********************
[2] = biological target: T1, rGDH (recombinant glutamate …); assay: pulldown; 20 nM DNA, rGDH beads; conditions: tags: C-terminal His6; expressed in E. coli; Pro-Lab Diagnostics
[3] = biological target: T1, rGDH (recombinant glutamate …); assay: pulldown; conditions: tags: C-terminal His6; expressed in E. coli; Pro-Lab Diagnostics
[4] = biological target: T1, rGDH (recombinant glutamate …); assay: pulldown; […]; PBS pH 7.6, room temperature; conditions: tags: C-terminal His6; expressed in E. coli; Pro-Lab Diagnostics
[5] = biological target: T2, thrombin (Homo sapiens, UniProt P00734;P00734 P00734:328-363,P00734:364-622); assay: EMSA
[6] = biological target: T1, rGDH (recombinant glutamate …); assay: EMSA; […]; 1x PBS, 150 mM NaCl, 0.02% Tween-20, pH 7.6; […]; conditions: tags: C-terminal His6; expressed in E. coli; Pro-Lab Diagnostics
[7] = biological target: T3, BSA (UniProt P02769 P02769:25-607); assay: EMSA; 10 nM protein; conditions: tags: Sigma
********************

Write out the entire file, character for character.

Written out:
[2] = biological target: T1, rGDH (recombinant glutamate …); assay: pulldown; 20 nM DNA, rGDH beads; conditions: tags: C-terminal His6; expressed in E. coli; Pro-Lab Diagnostics
[3] = biological target: T1, rGDH (recombinant glutamate …); assay: pulldown; conditions: tags: C-terminal His6; expressed in E. coli; Pro-Lab Diagnostics
[4] = biological target: T1, rGDH (recombinant glutamate …); assay: pulldown; […]; PBS pH 7.6, room temperature; conditions: tags: C-terminal His6; expressed in E. coli; Pro-Lab Diagnostics
[5] = biological target: T2, thrombin (Homo sapiens, UniProt P00734;P00734 P00734:328-363,P00734:364-622); assay: EMSA
[6] = biological target: T1, rGDH (recombinant glutamate …); assay: EMSA; […]; 1x PBS, 150 mM NaCl, 0.02% Tween-20, pH 7.6; […]; conditions: tags: C-terminal His6; expressed in E. coli; Pro-Lab Diagnostics
[7] = biological target: T3, BSA (UniProt P02769 P02769:25-607); assay: EMSA; 10 nM protein; conditions: tags: Sigma